“We chose to record at Guillaume Tell Studio in France again as the place has such a relaxed vibe,” Harris stated. “The setup there is perfect for our needs; the building used to be a cinema and has a really high ceiling so there’s a great acoustic sound. We recorded this album in the same way we did The Book Of Souls in that we’d write a song, rehearse it and then put it down together straight away while it was all fresh in our minds. There’s some very complex songs on this album which took a lot of hard work to get them exactly as we wanted them to sound, so the process was at times very challenging, but Kevin is great at capturing the essence of the band and I think it was worth the effort! I’m very proud of the result and can’t wait for fans to hear it.”

“We’re all really excited about this album,” Dickinson said. “We recorded it back in early 2019 during a break in the Legacy Tour so we could maximize our touring yet still have a long set up period before release to prepare great album art and something special as a video. Of course the pandemic delayed things more – so much for the best laid plans – or should that be ‘strategies’!? The songs are very varied, and some of them are quite long. There’s also one or two songs which sound pretty different to our usual style, and I think Maiden fans will be surprised – in a good way, I hope!”


Bob Marley & The Wailers – The Capitol Session ‘73

The Scoop: A previously unheard archival recording of Bob Marley & The Wailers is now available as The Capitol Session ‘73. The performance was recorded and filmed during a closed-door session on October 24, 1973 in Hollywood at The Capitol Records Tower, with renowned producer Denny Cordell. Footage from the session featuring Bob Marley, Peter Tosh, Joe Higgs, Aston Barrett, Carlton Barrett and Earl “Wya” Lindo was for years thought to be lost until a freelance researcher unearthed a few frames. The discovery spurred a 20-year nationwide search to find the full performance, which has been restored and remastered and is available in DVD format as well. The 12-song setlist contained such classics as “You Can’t Blame the Youth,” “Slave Driver,” “Rastaman Chant,” “Stir It Up,” “No More Trouble” and “Get Up Stand Up,” among others.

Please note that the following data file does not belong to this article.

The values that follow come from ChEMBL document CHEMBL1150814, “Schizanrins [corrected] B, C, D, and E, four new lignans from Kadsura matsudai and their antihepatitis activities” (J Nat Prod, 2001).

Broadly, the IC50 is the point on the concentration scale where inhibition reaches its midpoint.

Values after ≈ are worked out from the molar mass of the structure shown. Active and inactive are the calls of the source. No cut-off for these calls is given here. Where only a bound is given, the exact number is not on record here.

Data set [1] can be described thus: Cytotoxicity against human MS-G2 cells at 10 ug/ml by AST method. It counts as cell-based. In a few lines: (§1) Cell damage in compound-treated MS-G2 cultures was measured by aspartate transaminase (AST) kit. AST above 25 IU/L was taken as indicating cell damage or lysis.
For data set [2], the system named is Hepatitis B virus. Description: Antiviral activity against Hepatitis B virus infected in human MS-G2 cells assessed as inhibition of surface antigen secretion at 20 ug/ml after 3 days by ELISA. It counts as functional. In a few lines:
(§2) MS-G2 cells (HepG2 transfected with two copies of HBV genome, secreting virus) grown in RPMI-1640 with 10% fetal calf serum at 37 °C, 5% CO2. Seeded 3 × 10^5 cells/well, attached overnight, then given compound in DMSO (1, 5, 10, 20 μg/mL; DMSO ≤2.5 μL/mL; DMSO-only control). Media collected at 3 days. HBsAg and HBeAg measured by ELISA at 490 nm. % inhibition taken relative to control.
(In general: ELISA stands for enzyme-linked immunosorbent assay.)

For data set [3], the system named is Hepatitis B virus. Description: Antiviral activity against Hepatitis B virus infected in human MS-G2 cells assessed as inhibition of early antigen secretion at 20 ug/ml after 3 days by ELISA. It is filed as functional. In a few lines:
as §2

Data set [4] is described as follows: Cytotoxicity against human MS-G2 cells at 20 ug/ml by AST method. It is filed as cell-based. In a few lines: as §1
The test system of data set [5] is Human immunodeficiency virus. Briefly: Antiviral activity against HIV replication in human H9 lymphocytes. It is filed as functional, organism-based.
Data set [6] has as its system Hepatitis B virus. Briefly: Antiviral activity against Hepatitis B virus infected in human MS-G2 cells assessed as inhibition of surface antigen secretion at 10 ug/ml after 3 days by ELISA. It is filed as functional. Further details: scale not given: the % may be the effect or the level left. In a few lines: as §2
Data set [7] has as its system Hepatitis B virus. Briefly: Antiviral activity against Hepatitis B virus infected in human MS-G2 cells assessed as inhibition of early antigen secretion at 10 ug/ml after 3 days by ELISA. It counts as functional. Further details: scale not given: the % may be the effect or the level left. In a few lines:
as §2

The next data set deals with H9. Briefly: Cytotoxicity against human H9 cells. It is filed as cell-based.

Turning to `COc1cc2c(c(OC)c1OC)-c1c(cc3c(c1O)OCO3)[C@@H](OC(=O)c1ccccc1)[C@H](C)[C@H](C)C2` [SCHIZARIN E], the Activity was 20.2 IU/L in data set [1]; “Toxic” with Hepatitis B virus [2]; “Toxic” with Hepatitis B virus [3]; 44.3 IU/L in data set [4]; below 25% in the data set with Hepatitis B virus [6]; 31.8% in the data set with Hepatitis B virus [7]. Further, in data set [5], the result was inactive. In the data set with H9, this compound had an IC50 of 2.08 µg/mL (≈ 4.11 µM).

Steven Bernstein’s Millennial Territory Orchestra – Tinctures In Time (Community Music, Vol. 1)

The Scoop: Steven Bernstein’s Millennial Territory Orchestra today put out Tinctures In Time (Community Music, Vol. 1), the first of four albums from the acclaimed trumpeter, arranger, bandleader and composer coming via Royal Potato Family over the next 12 months. Tinctures In Time features the first original music Bernstein has penned for the group.

The eight-track LP was recorded by Bernstein along with trombonist Curtis Fowlkes, violinist Charlie Burnham, Doug Wieselman on clarinet and saxophone, tenor saxophonist Peter Apfelbaum, baritone saxophonist Eric Lawrence, guitarist/banjoist Matt Munisteri, Ben Allison on bass and drummer Ben Perowsky in January 2020 at a Brooklyn studio. Steven titled the album after a phrase his father, a doctor, would say when there was no recourse other than to wait for a condition to heal. Additionally “tinctures,” according to Bernstein, also describes “things that people take to give feelings of euphoria” and as such he refers to the material on the record as “cannabis music.”


Compiled by Scott Bernstein and Andy Kahn.